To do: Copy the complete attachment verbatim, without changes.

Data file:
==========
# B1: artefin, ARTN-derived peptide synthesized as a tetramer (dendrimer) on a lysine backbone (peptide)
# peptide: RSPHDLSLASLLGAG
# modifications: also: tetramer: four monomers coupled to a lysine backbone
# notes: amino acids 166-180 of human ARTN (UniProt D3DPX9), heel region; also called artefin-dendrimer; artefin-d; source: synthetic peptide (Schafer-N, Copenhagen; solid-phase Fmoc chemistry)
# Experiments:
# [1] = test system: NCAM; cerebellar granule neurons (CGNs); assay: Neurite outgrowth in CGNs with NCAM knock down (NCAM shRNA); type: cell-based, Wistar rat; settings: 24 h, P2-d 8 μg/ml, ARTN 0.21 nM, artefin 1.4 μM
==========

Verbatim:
# B1: artefin, ARTN-derived peptide synthesized as a tetramer (dendrimer) on a lysine backbone (peptide)
# peptide: RSPHDLSLASLLGAG
# modifications: also: tetramer: four monomers coupled to a lysine backbone
# notes: amino acids 166-180 of human ARTN (UniProt D3DPX9), heel region; also called artefin-dendrimer; artefin-d; source: synthetic peptide (Schafer-N, Copenhagen; solid-phase Fmoc chemistry)
# Experiments:
# [1] = test system: NCAM; cerebellar granule neurons (CGNs); assay: Neurite outgrowth in CGNs with NCAM knock down (NCAM shRNA); type: cell-based, Wistar rat; settings: 24 h, P2-d 8 μg/ml, ARTN 0.21 nM, artefin 1.4 μM